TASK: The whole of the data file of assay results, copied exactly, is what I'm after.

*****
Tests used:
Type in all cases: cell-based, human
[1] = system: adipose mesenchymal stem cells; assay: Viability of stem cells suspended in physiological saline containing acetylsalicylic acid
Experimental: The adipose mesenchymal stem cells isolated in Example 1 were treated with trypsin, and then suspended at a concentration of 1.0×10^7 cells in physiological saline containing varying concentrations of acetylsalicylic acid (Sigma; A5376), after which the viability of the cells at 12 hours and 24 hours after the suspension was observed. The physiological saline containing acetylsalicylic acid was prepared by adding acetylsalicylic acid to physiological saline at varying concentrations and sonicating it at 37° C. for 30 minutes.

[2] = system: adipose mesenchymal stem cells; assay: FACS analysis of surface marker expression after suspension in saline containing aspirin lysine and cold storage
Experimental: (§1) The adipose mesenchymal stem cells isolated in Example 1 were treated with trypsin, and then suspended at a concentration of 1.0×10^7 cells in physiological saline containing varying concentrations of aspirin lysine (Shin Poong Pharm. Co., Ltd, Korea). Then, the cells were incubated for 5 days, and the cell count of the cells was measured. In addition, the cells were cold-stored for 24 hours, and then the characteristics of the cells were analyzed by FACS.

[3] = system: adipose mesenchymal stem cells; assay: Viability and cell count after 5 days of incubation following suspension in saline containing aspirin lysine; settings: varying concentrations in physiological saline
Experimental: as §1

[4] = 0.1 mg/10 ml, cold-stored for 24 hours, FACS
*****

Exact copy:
Tests used:
Type in all cases: cell-based, human
[1] = system: adipose mesenchymal stem cells; assay: Viability of stem cells suspended in physiological saline containing acetylsalicylic acid
Experimental: The adipose mesenchymal stem cells isolated in Example 1 were treated with trypsin, and then suspended at a concentration of 1.0×10^7 cells in physiological saline containing varying concentrations of acetylsalicylic acid (Sigma; A5376), after which the viability of the cells at 12 hours and 24 hours after the suspension was observed. The physiological saline containing acetylsalicylic acid was prepared by adding acetylsalicylic acid to physiological saline at varying concentrations and sonicating it at 37° C. for 30 minutes.

[2] = system: adipose mesenchymal stem cells; assay: FACS analysis of surface marker expression after suspension in saline containing aspirin lysine and cold storage
Experimental: (§1) The adipose mesenchymal stem cells isolated in Example 1 were treated with trypsin, and then suspended at a concentration of 1.0×10^7 cells in physiological saline containing varying concentrations of aspirin lysine (Shin Poong Pharm. Co., Ltd, Korea). Then, the cells were incubated for 5 days, and the cell count of the cells was measured. In addition, the cells were cold-stored for 24 hours, and then the characteristics of the cells were analyzed by FACS.

[3] = system: adipose mesenchymal stem cells; assay: Viability and cell count after 5 days of incubation following suspension in saline containing aspirin lysine; settings: varying concentrations in physiological saline
Experimental: as §1

[4] = 0.1 mg/10 ml, cold-stored for 24 hours, FACS